The future of pancreas transplantation
Ultimately, the goal of the treatment of type 1 diabetes is to provide insulin therapy that would maximally repeat the rhythm of pancreatic insulin release. Perhaps the most appropriate treatment currently available is pancreatic transplantation. Several approaches to pancreatic transplantation are currently being studied, including transplanting a whole gland or isolated islet cells (these groups of cells contain beta cells that are responsible for insulin production). Data available since 1995 indicate that nearly 8,000 patients underwent pancreatic transplant surgery. Most patients underwent pancreatic transplantation simultaneously with kidney transplantation due to diabetic kidney damage.
The transplant procedure has its risks. Both surgical intervention and subsequent immunosuppressive therapy pose a significant risk to patients. Therefore, kidney and pancreas transplants are usually performed simultaneously. Currently, there is a mismatch between patients who can undergo whole pancreas transplantation but who do not need kidney transplantation. In addition, it remains controversial whether the benefits outweigh the potential risks. There is also a chance of developing diabetes in a transplanted pancreas. So selective islet cell transplantation is an interesting alternative to whole pancreas transplantation. Although still there are questions regarding the rejection reaction. Studies are in full swing to mask islet cells under tissues that the body will not tear away (for example, placing islet cells in the patient’s own cells with their subsequent implantation). In addition, researchers are studying artificial barriers that can surround islet cells, providing protection against rejection and allowing insulin to enter the bloodstream.
The next few years promise to give many interesting results in the treatment of diabetes. Many drugs for the treatment of type 2 diabetes are under development, approaches to insulin therapy continue to develop, and methods for delivering insulin to the blood stream are being improved. As research continues in this area, one thing remains constant. In type 1 and type 2 diabetes, the primary goal is to achieve the best control of blood sugar. Currently, we no doubt know that good blood sugar control reduces the likelihood of developing long-term complications of diabetes, including blindness, damage to nerves and kidneys. In addition, a healthy lifestyle is very important, it should remain the cornerstone in the treatment of diabetes.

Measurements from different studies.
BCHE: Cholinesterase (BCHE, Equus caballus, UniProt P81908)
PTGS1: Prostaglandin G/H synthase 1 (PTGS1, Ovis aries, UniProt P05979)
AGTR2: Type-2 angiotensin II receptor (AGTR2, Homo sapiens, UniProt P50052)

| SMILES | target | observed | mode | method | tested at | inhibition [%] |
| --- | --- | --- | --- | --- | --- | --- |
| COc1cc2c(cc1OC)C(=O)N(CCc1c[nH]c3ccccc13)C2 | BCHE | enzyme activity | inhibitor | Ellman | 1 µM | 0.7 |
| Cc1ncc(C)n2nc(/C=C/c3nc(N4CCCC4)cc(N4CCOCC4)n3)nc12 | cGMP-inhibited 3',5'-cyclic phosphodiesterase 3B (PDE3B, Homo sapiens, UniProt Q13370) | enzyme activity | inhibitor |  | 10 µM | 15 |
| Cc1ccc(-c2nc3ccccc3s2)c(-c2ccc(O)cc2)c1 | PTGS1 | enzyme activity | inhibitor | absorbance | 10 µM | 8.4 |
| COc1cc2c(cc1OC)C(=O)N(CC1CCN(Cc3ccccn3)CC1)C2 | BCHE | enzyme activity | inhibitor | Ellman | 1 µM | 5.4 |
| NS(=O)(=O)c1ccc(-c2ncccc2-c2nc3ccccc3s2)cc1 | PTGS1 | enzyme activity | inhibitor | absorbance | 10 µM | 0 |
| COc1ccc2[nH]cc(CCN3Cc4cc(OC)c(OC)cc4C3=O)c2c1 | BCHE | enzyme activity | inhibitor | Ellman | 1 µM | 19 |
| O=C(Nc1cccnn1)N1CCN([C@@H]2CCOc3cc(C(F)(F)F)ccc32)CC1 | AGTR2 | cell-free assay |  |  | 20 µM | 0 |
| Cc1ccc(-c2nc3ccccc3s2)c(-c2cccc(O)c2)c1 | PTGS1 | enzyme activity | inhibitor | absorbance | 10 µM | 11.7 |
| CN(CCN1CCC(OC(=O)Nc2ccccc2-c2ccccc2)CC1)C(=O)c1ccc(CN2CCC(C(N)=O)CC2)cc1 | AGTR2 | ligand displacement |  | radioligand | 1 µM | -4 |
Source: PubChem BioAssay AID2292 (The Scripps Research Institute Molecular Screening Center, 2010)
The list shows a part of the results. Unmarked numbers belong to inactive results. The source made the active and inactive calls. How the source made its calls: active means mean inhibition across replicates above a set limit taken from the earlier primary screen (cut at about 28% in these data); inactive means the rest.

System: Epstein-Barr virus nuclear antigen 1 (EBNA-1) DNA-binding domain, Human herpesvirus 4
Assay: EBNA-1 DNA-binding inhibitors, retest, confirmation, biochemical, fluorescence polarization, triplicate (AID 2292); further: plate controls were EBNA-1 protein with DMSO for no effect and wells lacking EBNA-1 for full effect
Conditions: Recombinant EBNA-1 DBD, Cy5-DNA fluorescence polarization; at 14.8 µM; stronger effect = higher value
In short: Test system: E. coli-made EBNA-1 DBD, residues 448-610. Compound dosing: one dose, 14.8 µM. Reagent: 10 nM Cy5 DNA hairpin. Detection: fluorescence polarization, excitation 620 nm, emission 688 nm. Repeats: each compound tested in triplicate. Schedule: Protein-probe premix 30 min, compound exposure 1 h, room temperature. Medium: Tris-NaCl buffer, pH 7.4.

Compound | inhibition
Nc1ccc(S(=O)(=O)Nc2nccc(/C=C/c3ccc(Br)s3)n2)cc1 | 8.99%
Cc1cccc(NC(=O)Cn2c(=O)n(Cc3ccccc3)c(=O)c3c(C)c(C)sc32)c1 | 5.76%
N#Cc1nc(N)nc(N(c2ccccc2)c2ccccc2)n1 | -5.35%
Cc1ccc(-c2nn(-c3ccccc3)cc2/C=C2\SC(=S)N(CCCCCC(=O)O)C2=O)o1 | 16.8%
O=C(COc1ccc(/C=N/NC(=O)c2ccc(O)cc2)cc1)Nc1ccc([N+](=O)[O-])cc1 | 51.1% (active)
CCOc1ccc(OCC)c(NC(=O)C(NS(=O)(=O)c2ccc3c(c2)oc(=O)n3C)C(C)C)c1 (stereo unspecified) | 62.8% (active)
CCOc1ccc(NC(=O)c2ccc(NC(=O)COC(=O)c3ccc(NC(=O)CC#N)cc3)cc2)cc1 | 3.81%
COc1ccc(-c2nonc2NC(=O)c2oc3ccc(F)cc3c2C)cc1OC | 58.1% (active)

Diabetes at first glance
- Diabetes mellitus is a chronic condition associated with abnormally high levels of blood sugar (glucose).
- Insulin, which is produced by the pancreas, lowers blood glucose.
- The absence or insufficient production of insulin causes diabetes mellitus.
- There are two types of diabetes mellitus 1 (insulin-dependent) and 2 (non-insulin-dependent).
- Symptoms of diabetes include: rapid urination, thirst, hunger, and weakness.
- The diagnosis of diabetes is based on a blood test for sugar (glucose).
- Complications of diabetes can be both acute and chronic.
- Acute: dangerously high or dangerously low blood sugar levels may develop (due to the use of antidiabetic drugs).
- Chronic: diseases of the blood vessels (both small and large) that can damage the eyes, kidneys, nerves and heart
- Treatment for diabetes depends on its type and severity. Type 1 diabetes is treated with insulin, exercise, and a diabetic diet. Type 2 diabetes is primarily treated with weight loss, a diabetic diet, and exercise. When all these measures cease to provide effective control of blood sugar levels, oral medications are started. If these drugs also do not give an effect, the question of the use of insulin is considered.
When transplanting islet cells to a person with diabetes, insulin-producing beta cells taken from a donor pancreas are transplanted. These transplanted donor cells begin to produce and release insulin, actively regulating blood sugar levels.
What are the benefits of islet cell transplantation?
Successful transplantation of islet cells significantly improves the quality of life of a person with diabetes.
Transplanted islet cells automatically control the sugar level in the body and can regulate insulin levels, supplying the necessary amount to normalize the blood sugar concentration even when the needs of the body change (for example, after exercise or eating).
Successful islet cell transplantation can provide the following benefits:
- It can eliminate the need for frequent measurements of blood sugar and the need for daily insulin injections. Although, after a year after transplantation, only a small number of people can completely refuse to administer insulin.
- It may allow you to stick to a more advanced diet.
- It can help protect against serious long-term complications, including heart disease, kidney disease, stroke, and nerve and eye damage.
What are the risks of islet cell transplantation?
As with any organ or tissue transplant, the biggest problem is donor cell rejection by people with diabetes. The immune system protects the body from substances that “invade” it, for example, bacteria and viruses. Even with the transplantation of the necessary donor tissue, the recipient’s immune system recognizes it as “foreign” and tries to destroy it. This attack on donor tissue is called “rejection”.
All transplant recipients must take strong medications that suppress the immune response and prevent rejection until the end of their lives. Many of these drugs have serious side effects. The long-term effects of these immunosuppressive drugs or drugs that prevent the development of the rejection reaction are still unknown, but there is reason to believe that they increase the risk of cancer.